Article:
A senior European Union official lashed out Tuesday at President Donald Trump, lambasting the U.S. leader’s constant criticism of European allies and urging him to remember who his friends are when he meets Russian President Vladimir Putin next week.
On the eve of a NATO summit meant to showcase the West’s unity and resolve to counter Russia, European Council President Donald Tusk directed a remark at Trump, saying “it is always worth knowing who is your strategic friend and who is your strategic problem.”
NATO is keen to damp down trans-Atlantic differences during the two-day summit at its Brussels headquarters, despite divisions among the alliance’s 29 members over Trump’s policies on trade and his decision to withdraw from the Iran nuclear deal and an international climate agreement.
Tusk’s pointed observation, offered as he signed a joint declaration with NATO Secretary General Jens Stoltenberg, is unlikely to be the only rhetorical salvo fired this week.
“America does not have and will not have a better ally than Europe today,” Tusk said. “Europeans spend on defence many times more than Russia and as much as China, and I think you can have no doubt, Mr. President, that this is an investment in common American and European defence and security, which cannot be said with confidence about Russian or Chinese spending.”
Trump regularly has criticized his NATO allies for failing to spend the target of 2 per cent of gross domestic product on national defence budgets. He tweeted Tuesday morning: “Getting ready to leave for Europe. First meeting — NATO. The U.S. is spending many times more than any other country in order to protect them.”
On Monday the U.S. president tweeted that “NATO countries must pay MORE, the United States must pay LESS. Very Unfair!”
He is expected to repeat his demands for more military spending on Wednesday.
Tusk, too, urged NATO members in Europe to increase defence spending as they promised, but he rejected Trump’s claim that Washington is doing all the work.
“Dear America, appreciate your allies, after all you don’t have all that many,” he said.
The former Polish prime minister, who these days chairs summits of EU leaders and will take part in the NATO meeting, recalled that Europe stood at Washington’s side after the Sept. 11 attacks, and that 870 European troops have fought and died in Afghanistan, including 40 from Poland.
“Mr. President, please remember about this tomorrow when we meet at the NATO summit. But above all, when you meet President Putin in Helsinki” on July 16, Tusk said.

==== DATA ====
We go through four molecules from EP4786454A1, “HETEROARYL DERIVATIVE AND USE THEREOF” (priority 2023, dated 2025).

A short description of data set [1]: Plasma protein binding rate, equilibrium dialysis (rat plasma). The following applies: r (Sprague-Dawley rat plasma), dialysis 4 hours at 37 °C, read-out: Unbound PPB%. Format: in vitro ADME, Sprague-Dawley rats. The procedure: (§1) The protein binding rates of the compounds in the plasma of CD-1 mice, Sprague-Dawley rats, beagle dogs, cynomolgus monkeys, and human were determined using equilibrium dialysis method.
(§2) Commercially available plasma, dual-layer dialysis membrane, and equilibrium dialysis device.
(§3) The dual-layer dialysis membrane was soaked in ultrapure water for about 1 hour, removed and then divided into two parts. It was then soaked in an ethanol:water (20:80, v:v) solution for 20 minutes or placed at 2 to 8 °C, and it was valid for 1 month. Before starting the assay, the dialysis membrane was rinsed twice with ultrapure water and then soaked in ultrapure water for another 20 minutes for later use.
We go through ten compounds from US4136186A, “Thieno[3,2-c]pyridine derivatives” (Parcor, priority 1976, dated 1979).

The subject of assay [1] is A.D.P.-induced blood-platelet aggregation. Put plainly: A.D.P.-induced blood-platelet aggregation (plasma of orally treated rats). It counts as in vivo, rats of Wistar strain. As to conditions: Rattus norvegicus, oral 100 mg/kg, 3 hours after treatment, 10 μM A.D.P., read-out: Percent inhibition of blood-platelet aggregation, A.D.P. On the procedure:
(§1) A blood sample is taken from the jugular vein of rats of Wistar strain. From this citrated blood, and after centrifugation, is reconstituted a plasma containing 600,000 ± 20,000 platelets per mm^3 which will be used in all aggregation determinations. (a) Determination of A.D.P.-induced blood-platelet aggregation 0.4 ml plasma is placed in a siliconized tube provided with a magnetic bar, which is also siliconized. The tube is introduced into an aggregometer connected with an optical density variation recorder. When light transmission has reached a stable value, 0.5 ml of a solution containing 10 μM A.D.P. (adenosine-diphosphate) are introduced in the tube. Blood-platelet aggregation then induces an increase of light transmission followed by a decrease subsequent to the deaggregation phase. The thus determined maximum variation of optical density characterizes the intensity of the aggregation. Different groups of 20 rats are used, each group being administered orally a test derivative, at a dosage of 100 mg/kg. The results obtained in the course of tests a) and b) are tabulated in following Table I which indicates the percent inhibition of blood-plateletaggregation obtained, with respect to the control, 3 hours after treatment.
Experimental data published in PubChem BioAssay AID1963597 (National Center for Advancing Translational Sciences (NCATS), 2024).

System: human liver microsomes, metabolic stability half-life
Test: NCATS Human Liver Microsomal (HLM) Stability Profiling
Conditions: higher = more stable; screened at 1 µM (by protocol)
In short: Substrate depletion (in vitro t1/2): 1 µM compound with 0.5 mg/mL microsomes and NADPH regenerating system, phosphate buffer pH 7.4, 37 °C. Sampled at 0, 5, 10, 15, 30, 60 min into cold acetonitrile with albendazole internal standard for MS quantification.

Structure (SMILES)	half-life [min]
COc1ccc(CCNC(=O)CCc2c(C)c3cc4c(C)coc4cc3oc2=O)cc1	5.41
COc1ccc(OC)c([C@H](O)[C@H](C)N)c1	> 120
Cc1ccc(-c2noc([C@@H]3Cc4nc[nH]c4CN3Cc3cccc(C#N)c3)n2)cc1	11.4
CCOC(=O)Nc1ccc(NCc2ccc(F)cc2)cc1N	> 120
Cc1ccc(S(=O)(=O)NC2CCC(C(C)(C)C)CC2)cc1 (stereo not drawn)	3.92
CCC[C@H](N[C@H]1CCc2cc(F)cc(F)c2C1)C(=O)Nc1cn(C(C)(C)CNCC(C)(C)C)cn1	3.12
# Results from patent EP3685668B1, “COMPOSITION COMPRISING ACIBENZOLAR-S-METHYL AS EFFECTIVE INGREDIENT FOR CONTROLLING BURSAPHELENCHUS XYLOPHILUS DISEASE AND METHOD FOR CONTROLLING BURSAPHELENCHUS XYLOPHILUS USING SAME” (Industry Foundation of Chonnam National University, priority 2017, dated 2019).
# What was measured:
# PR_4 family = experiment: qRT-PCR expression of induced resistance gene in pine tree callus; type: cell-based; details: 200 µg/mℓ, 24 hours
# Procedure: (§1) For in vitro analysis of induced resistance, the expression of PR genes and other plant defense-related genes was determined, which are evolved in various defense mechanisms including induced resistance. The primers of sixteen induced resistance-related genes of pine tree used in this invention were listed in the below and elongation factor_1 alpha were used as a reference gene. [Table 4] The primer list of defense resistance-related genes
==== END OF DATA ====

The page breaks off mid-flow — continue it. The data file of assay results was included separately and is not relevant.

Stoltenberg has the challenging task of chairing the first major gathering of western leaders since a Group of Seven meeting last month ended with Trump insulting the host, Canadian Prime Minister Justin Trudeau.
Stoltenberg praised Trump for spurring the allies into action. The NATO chief said that the Europeans and Canada are projected to spend around $266 billion more on defence by 2024.
“I would like to thank President Trump for his leadership on defence spending. It is clearly having an impact,” Stoltenberg said.
Of the divisions and tensions likely to be in attendance at the Brussels meeting, he conceded that “there are disagreements and different views, and I expect actually also honest and frank discussions during the summit. But I strongly believe that NATO can continue to be the cornerstone of trans-Atlantic security despite those disagreements.”
Meanwhile, Canada’s Trudeau announced in Latvia that his country was extending its leadership of a multinational NATO battle group in the small Baltic nation for another four years.
Trudeau, who was called “weak” by Trump after the G7 meeting, pledged to boost the number of Canadian troops in Latvia to 540, from around 450 currently.
“I want to be clear: we’re absolutely committed to the protection of our allies and to global peace and security,” Trudeau said in Riga, adding that Canadian fighter jets would continue to take part in NATO air policing mission in the Baltic countries.
Canada is spending just over 1.2 per cent of GDP on defence, significantly below the target.
“Since Canada is nowhere near to fulfilling NATO’s 2 per cent norm of GDP on defence spending and won’t do so in the foreseeable future, it is politically wise to emphasize Canada’s role in leading the NATO deployment in the Baltics,” Professor Andres Kasekamp, chair of Estonian Studies at the University of Toronto and a security policy expert on the Baltic countries, told The Associated Press.